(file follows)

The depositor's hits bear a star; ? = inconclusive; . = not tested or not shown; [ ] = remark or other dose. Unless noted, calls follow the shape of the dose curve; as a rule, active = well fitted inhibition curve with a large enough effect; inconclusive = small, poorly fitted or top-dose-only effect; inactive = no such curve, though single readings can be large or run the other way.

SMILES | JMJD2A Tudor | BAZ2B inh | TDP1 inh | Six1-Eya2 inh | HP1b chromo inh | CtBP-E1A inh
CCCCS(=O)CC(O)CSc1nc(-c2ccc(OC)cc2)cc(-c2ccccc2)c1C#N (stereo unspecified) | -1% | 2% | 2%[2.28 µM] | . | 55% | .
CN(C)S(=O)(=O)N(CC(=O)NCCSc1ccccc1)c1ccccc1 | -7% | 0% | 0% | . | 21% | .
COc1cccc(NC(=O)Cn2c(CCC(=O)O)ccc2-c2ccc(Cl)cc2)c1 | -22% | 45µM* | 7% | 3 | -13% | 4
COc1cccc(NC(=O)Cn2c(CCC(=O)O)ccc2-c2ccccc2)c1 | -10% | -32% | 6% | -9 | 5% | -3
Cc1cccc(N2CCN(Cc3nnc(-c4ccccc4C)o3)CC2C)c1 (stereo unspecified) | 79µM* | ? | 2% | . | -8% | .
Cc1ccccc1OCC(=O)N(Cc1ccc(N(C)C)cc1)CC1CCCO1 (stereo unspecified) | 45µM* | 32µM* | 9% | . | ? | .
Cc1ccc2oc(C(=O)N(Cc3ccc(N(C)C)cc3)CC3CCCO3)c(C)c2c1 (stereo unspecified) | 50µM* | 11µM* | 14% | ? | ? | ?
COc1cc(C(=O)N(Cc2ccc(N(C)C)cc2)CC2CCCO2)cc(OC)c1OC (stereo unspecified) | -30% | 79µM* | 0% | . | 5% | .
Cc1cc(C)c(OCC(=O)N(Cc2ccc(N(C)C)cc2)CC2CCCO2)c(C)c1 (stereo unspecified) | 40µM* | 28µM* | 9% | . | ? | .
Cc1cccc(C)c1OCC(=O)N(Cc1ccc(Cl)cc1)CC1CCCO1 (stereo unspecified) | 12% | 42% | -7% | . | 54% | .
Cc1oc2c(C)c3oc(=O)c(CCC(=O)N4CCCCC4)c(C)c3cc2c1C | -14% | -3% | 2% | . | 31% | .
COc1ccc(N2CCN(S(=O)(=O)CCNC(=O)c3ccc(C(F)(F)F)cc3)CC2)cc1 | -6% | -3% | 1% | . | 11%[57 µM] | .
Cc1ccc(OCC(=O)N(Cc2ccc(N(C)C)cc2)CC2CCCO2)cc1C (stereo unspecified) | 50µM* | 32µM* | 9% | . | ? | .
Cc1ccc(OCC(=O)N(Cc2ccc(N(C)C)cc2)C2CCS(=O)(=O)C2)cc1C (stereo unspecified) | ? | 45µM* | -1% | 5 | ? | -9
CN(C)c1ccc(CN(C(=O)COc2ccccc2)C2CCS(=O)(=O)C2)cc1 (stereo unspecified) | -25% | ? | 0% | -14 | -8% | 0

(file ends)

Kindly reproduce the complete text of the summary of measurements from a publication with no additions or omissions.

The depositor's hits bear a star; ? = inconclusive; . = not tested or not shown; [ ] = remark or other dose. Unless noted, calls follow the shape of the dose curve; as a rule, active = well fitted inhibition curve with a large enough effect; inconclusive = small, poorly fitted or top-dose-only effect; inactive = no such curve, though single readings can be large or run the other way.

SMILES | JMJD2A Tudor | BAZ2B inh | TDP1 inh | Six1-Eya2 inh | HP1b chromo inh | CtBP-E1A inh
CCCCS(=O)CC(O)CSc1nc(-c2ccc(OC)cc2)cc(-c2ccccc2)c1C#N (stereo unspecified) | -1% | 2% | 2%[2.28 µM] | . | 55% | .
CN(C)S(=O)(=O)N(CC(=O)NCCSc1ccccc1)c1ccccc1 | -7% | 0% | 0% | . | 21% | .
COc1cccc(NC(=O)Cn2c(CCC(=O)O)ccc2-c2ccc(Cl)cc2)c1 | -22% | 45µM* | 7% | 3 | -13% | 4
COc1cccc(NC(=O)Cn2c(CCC(=O)O)ccc2-c2ccccc2)c1 | -10% | -32% | 6% | -9 | 5% | -3
Cc1cccc(N2CCN(Cc3nnc(-c4ccccc4C)o3)CC2C)c1 (stereo unspecified) | 79µM* | ? | 2% | . | -8% | .
Cc1ccccc1OCC(=O)N(Cc1ccc(N(C)C)cc1)CC1CCCO1 (stereo unspecified) | 45µM* | 32µM* | 9% | . | ? | .
Cc1ccc2oc(C(=O)N(Cc3ccc(N(C)C)cc3)CC3CCCO3)c(C)c2c1 (stereo unspecified) | 50µM* | 11µM* | 14% | ? | ? | ?
COc1cc(C(=O)N(Cc2ccc(N(C)C)cc2)CC2CCCO2)cc(OC)c1OC (stereo unspecified) | -30% | 79µM* | 0% | . | 5% | .
Cc1cc(C)c(OCC(=O)N(Cc2ccc(N(C)C)cc2)CC2CCCO2)c(C)c1 (stereo unspecified) | 40µM* | 28µM* | 9% | . | ? | .
Cc1cccc(C)c1OCC(=O)N(Cc1ccc(Cl)cc1)CC1CCCO1 (stereo unspecified) | 12% | 42% | -7% | . | 54% | .
Cc1oc2c(C)c3oc(=O)c(CCC(=O)N4CCCCC4)c(C)c3cc2c1C | -14% | -3% | 2% | . | 31% | .
COc1ccc(N2CCN(S(=O)(=O)CCNC(=O)c3ccc(C(F)(F)F)cc3)CC2)cc1 | -6% | -3% | 1% | . | 11%[57 µM] | .
Cc1ccc(OCC(=O)N(Cc2ccc(N(C)C)cc2)CC2CCCO2)cc1C (stereo unspecified) | 50µM* | 32µM* | 9% | . | ? | .
Cc1ccc(OCC(=O)N(Cc2ccc(N(C)C)cc2)C2CCS(=O)(=O)C2)cc1C (stereo unspecified) | ? | 45µM* | -1% | 5 | ? | -9
CN(C)c1ccc(CN(C(=O)COc2ccccc2)C2CCS(=O)(=O)C2)cc1 (stereo unspecified) | -25% | ? | 0% | -14 | -8% | 0